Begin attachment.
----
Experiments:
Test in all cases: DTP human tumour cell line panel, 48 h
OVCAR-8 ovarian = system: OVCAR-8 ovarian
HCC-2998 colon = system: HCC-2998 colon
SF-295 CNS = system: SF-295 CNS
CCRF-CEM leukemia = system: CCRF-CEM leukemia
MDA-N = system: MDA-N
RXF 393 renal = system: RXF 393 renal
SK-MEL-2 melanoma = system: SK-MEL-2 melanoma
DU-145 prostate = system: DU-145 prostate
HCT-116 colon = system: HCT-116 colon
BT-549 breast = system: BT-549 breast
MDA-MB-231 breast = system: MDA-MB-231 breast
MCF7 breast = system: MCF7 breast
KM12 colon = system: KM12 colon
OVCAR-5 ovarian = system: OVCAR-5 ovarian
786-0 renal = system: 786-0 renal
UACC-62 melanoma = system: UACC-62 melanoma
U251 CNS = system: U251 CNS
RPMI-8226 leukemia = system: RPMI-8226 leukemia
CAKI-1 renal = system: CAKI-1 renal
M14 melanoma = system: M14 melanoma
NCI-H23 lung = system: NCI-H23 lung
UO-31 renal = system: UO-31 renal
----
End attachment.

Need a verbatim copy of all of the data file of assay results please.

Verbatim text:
Experiments:
Test in all cases: DTP human tumour cell line panel, 48 h
OVCAR-8 ovarian = system: OVCAR-8 ovarian
HCC-2998 colon = system: HCC-2998 colon
SF-295 CNS = system: SF-295 CNS
CCRF-CEM leukemia = system: CCRF-CEM leukemia
MDA-N = system: MDA-N
RXF 393 renal = system: RXF 393 renal
SK-MEL-2 melanoma = system: SK-MEL-2 melanoma
DU-145 prostate = system: DU-145 prostate
HCT-116 colon = system: HCT-116 colon
BT-549 breast = system: BT-549 breast
MDA-MB-231 breast = system: MDA-MB-231 breast
MCF7 breast = system: MCF7 breast
KM12 colon = system: KM12 colon
OVCAR-5 ovarian = system: OVCAR-5 ovarian
786-0 renal = system: 786-0 renal
UACC-62 melanoma = system: UACC-62 melanoma
U251 CNS = system: U251 CNS
RPMI-8226 leukemia = system: RPMI-8226 leukemia
CAKI-1 renal = system: CAKI-1 renal
M14 melanoma = system: M14 melanoma
NCI-H23 lung = system: NCI-H23 lung
UO-31 renal = system: UO-31 renal